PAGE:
For centuries, slave owners would purposely dehumanize the black woman. By referring to her hair as woolly (Like a sheep. Making her appear like animal), as well as using illustrations in newspapers and posters to show her as an ugly barbaric creature. The reason why they focused on the black woman, was because from her insecurities she would also pass on these thoughts to her children. Making sure generation after generation, her descendants would resent themselves.

And if a group of people are weak from their insecurities, it makes them easier to control...


But...

For the first time in African American history, Cicely Tyson (a darker skinned African American Woman) wore her braids proudly on a national television show on CBS, East Side West Side.

The Black People... for a moment (in a sense) opened their eyes. They began to ask questions, research their history and then finally realized what they have being doing to themselves.

One of the most interesting movements in black history had finally arrived... the "Black Is Beautiful" movement.

The "Black Is Beautiful" Movement was a movement that was made to 'celebrate' the beauty of black people. By helping black people gain self confidence as well as show the rest of the world that black people are beautiful, as well as human.




The movement continued through out the 60's but new terms, symbols or meanings kept being added on to what 'going natural' meant. The once simple and peaceful movement eventually was morphed and run by extremists. The 'natural look' became incorporated with more violent actions and movements rather than remaining just a peaceful statement.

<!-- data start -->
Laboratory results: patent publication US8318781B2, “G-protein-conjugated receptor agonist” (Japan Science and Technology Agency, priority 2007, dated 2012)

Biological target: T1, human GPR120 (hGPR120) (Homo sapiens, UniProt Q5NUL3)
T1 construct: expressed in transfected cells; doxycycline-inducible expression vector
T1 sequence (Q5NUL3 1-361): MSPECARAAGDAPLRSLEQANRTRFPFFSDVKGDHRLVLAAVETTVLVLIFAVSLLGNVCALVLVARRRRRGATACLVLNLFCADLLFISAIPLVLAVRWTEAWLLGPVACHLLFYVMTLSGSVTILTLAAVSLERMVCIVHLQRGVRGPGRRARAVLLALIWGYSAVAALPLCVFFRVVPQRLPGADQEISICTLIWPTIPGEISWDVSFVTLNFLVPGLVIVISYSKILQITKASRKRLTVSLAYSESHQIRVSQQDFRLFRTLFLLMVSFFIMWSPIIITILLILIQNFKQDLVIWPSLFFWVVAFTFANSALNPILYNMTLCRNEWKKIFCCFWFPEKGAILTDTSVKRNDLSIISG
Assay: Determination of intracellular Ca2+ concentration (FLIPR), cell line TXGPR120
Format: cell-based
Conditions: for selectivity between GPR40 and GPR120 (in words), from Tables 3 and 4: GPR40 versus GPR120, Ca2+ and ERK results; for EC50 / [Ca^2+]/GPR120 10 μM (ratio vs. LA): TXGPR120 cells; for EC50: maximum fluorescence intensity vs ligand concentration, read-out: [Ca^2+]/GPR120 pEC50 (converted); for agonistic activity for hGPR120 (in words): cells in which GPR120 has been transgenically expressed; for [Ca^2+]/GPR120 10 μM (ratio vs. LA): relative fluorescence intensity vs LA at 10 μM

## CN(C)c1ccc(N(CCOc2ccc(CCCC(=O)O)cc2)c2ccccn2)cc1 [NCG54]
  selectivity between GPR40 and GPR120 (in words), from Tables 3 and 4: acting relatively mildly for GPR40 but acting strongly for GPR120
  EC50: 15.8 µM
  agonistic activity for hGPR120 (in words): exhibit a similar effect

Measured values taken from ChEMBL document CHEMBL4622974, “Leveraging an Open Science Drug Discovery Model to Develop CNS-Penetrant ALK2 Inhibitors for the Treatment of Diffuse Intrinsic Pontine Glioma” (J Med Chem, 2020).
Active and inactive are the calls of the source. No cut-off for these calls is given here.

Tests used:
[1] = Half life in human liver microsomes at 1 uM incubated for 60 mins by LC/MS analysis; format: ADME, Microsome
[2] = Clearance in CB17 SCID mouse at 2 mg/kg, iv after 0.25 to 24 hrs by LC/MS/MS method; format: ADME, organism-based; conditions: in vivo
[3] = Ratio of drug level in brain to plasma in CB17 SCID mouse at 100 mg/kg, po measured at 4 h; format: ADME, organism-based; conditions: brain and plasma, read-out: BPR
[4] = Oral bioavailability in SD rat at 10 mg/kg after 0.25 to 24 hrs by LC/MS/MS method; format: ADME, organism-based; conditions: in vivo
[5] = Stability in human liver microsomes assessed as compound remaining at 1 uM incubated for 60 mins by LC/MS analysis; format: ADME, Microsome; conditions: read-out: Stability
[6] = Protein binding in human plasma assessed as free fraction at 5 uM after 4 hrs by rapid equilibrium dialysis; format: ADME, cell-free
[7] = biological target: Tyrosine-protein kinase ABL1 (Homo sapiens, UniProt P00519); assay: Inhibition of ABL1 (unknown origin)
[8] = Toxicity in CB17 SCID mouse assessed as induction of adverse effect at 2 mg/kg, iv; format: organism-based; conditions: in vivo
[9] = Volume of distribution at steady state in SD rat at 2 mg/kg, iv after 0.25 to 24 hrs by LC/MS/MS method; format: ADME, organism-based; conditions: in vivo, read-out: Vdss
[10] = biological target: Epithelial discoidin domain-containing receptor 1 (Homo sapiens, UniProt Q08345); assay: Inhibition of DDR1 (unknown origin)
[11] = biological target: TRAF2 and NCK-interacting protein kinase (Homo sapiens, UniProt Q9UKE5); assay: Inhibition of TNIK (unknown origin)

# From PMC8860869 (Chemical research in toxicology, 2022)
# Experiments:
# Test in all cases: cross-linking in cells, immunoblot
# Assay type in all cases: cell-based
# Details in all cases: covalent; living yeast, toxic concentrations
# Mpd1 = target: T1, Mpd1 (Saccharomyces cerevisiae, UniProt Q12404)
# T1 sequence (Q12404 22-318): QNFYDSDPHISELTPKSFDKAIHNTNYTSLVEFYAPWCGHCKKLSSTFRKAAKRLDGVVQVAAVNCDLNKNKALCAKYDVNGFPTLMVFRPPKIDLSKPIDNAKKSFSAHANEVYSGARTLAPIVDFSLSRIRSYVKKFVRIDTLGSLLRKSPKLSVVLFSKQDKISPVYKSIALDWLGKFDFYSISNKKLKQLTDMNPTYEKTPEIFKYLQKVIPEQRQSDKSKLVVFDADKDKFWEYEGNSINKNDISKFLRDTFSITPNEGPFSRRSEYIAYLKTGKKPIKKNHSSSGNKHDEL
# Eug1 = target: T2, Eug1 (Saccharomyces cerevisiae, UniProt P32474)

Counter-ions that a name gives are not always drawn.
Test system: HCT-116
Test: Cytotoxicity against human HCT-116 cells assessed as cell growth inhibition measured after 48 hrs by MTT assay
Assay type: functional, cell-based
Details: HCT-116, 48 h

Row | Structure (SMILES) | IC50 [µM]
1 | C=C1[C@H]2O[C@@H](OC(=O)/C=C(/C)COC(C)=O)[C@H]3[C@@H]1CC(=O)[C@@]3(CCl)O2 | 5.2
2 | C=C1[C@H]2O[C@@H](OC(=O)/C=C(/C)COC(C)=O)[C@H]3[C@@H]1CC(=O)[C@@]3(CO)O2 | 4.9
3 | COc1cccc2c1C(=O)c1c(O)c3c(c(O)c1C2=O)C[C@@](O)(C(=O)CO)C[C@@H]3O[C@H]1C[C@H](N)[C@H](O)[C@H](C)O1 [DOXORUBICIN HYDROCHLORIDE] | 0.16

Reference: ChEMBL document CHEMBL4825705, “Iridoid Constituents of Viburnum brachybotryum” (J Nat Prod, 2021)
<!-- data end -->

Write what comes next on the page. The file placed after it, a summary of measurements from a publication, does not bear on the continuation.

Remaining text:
But by the 70's, the 'natural look' (mainly the afro) became just another hair style and no longer carried the strong political meaning that it once had. People of all races and cultures were getting a 'fro. In fact, they were desperately trying to get their hair permed, so that they could be able to 'fro up their hair.

The Afro became seen as comical. Jokes about people hiding objects in their afro, and other jokes constantly kept appearing through out different types of media. European Americans no longer felt a need to be threatened by seeing an Afro on a black person.

Cornrows and dreadlocks, however, still appeared as unprofessional and eccentric to the European Standards. Black Women, and black men, were being fired from their jobs for coming to work wearing locks or cornrows. White women, however, would go to work wearing their hair in cornrows and receive compliments about how 'cute' it looked on them. Double Standards began to control society.

So when Bo Derek fronted her cornrow hair style on "10" ( a movie by Blake Edwards: 1979), black people viewed it as an insult. Interestingly enough, the hairstyle Bo Derek decided to wear was very similar to what Cicely Tyson wore in 1963.

The "Black Is Beautiful" movement (in a faze) died. The African Americans forgot why they went natural in the first place (or never really understood) then realized that they wanted to go back to work again. In the 1980's they quickly grabbed their hair straightening chemicals or adopted a new kind of chemical to change the texture of their nappy hair to look once again 'professional' and 'beautiful' to the rest of the world.



... Enter the era of the Jheri Curl...



Sunday, July 29, 2007

Analyzing A Statement







Straightened Hair
Straightened Hair
VS
Nappy Hair Magazine
Nappy Hair


The famous claim is:

" Nappy hair is unmanageable and Straight hair is easier to maintain."


I decided to test that theory out... to see for myself if it was true or not.

Below are two charts that shows, on average, what a black woman usually spends on hair products, hair equipment, time with maintaining her hair, and visits to the hair salon. Please, compare:


[*Side Note: I do want to point out, the nappy hair product list is very short (it does NOT include afro sheen or any other crap). This is not an under estimate, this is really all that you need to maintain your nappy hair.